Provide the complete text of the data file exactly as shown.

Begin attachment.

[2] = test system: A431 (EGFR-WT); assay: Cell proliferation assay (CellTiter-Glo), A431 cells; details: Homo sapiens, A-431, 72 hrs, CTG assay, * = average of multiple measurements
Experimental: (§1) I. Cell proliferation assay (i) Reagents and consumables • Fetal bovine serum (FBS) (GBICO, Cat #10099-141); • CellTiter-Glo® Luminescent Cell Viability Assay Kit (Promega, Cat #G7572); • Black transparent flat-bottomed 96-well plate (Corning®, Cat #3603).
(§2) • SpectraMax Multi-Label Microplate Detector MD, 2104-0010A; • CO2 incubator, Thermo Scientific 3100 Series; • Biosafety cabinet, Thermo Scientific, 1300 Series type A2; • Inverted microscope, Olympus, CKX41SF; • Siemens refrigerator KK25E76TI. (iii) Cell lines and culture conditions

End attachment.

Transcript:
[2] = test system: A431 (EGFR-WT); assay: Cell proliferation assay (CellTiter-Glo), A431 cells; details: Homo sapiens, A-431, 72 hrs, CTG assay, * = average of multiple measurements
Experimental: (§1) I. Cell proliferation assay (i) Reagents and consumables • Fetal bovine serum (FBS) (GBICO, Cat #10099-141); • CellTiter-Glo® Luminescent Cell Viability Assay Kit (Promega, Cat #G7572); • Black transparent flat-bottomed 96-well plate (Corning®, Cat #3603).
(§2) • SpectraMax Multi-Label Microplate Detector MD, 2104-0010A; • CO2 incubator, Thermo Scientific 3100 Series; • Biosafety cabinet, Thermo Scientific, 1300 Series type A2; • Inverted microscope, Olympus, CKX41SF; • Siemens refrigerator KK25E76TI. (iii) Cell lines and culture conditions